×

Welcome to the Slashdot Beta site -- learn more here. Use the link in the footer or click here to return to the Classic version of Slashdot.

Thank you!

Before you choose to head back to the Classic look of the site, we'd appreciate it if you share your thoughts on the Beta; your feedback is what drives our ongoing development.

Beta is different and we value you taking the time to try it out. Please take a look at the changes we've made in Beta and  learn more about it. Thanks for reading, and for making the site better!

Scientists Say Life on Land May Not Have Evolved From the Sea

Hugh Pickens writes (1984118) writes | about a year ago

Earth 1

Hugh Pickens writes writes "Conventional wisdom has it that complex life evolved in the sea and then crawled up onto land but NPR reports that a provocative new study published in Nature suggests that the earliest large life forms may have appeared on land long before the oceans filled with creatures that swam and crawled and burrowed in the mud. Paleontologists have found fossil evidence for a scattering of animals called Ediacarans that predate the Cambrian explosion, about 530 million years ago when complex life suddenly burst forth and filled the seas with a panoply of life forms. Many scientists have assumed Ediacarans were predecessors of jellyfish, worms and other invertebrates but palaeontologist Greg Retallack has been building the case that Ediacarans weren't in fact animals, but actually more like fungi or lichens and that Ediacarans weren't even living in the sea, as everyone has assumed. "What I'm saying for the Ediacaran is that the big [life] forms were on land and life was actually quite a bit simpler in the ocean," says Retallack adding that his new theory lends credence to the idea that life actually evolved on land and then moved into the sea. Paul Knauth at Arizona State University has been pondering this same possibility. "I don't have any problem with early evolution being primarily on land," says Knauth. "I think you can make a pretty good argument for that, and that it came into the sea later. It's kind of a radical idea, but the fact is we don't know." Knauth says it could help explain why the Cambrian explosion appears to be so rapid. It's possible these many life forms gradually evolved on the land and then made a quick dash to the sea. "That means that the Earth was not a barren land surface until about 500 million years ago, as a lot of people have speculated.""

1 comment

Life on Land May Not Have Evolved From the Sea (1)

Hugh Pickens writes (1984118) | about a year ago | (#42281157)

Conventional wisdom has it that complex life evolved in the sea and then crawled up onto land but NPR reports that a provocative new study published in Nature suggests that the earliest large life forms may have appeared on land long before the oceans filled with creatures [npr.org] that swam and crawled and burrowed in the mud. Paleontologists have found fossil evidence for a scattering of animals called Ediacarans that predate the Cambrian explosion about 530 million years ago when complex life suddenly burst forth and filled the seas with a panoply of life forms. Many scientists have assumed Ediacarans were predecessors of jellyfish, worms and other invertebrates [nature.com] but palaeontologist Greg Retallack has been building the case that Ediacarans weren't in fact animals, but actually more like fungi or lichens [wikipedia.org] and that Ediacarans weren't even living in the sea, as everyone has assumed. "What I'm saying for the Ediacaran is that the big [life] forms were on land and life was actually quite a bit simpler in the ocean," says Retallack adding that his new theory lends credence to the idea that life actually evolved on land and then moved into the sea. Paul Knauth at Arizona State University has been pondering this same possibility. "I don't have any problem with early evolution being primarily on land," says Knauth. "I think you can make a pretty good argument for that, and that it came into the sea later. It's kind of a radical idea, but the fact is we don't know." Knauth says it could help explain why the Cambrian explosion appears to be so rapid [wikipedia.org]. It's possible these many life forms gradually evolved on the land and then made a quick dash to the sea. "That means that the Earth was not a barren land surface until about 500 million years ago, as a lot of people have speculated."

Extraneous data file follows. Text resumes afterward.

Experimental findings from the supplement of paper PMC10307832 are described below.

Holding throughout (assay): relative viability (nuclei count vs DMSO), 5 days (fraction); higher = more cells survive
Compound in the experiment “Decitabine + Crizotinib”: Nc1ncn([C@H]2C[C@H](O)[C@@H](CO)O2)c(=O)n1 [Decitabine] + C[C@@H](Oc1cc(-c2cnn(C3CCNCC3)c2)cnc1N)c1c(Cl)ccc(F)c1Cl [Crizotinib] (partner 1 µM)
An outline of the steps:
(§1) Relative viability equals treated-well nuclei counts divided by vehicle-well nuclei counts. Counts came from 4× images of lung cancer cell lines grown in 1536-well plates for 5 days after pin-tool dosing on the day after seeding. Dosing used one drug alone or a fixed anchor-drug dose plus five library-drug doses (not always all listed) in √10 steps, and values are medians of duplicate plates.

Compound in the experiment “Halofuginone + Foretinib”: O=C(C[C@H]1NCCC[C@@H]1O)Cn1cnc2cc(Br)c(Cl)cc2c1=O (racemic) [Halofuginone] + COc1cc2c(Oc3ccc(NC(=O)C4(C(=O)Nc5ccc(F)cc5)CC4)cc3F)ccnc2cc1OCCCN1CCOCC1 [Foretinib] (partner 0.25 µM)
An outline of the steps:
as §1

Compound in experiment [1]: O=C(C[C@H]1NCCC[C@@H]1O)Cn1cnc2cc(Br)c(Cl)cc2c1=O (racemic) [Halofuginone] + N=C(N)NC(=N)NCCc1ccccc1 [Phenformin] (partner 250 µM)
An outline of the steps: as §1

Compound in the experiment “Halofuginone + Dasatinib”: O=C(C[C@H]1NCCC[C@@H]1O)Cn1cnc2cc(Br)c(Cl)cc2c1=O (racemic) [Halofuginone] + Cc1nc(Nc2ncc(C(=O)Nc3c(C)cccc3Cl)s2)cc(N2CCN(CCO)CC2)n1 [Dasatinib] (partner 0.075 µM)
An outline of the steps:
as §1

Check for New Comments
Slashdot Account

Need an Account?

Forgot your password?

Don't worry, we never post anything without your permission.

Submission Text Formatting Tips

We support a small subset of HTML, namely these tags:

  • b
  • i
  • p
  • br
  • a
  • ol
  • ul
  • li
  • dl
  • dt
  • dd
  • em
  • strong
  • tt
  • blockquote
  • div
  • quote
  • ecode

"ecode" can be used for code snippets, for example:

<ecode>    while(1) { do_something(); } </ecode>
Sign up for Slashdot Newsletters
Create a Slashdot Account

Loading...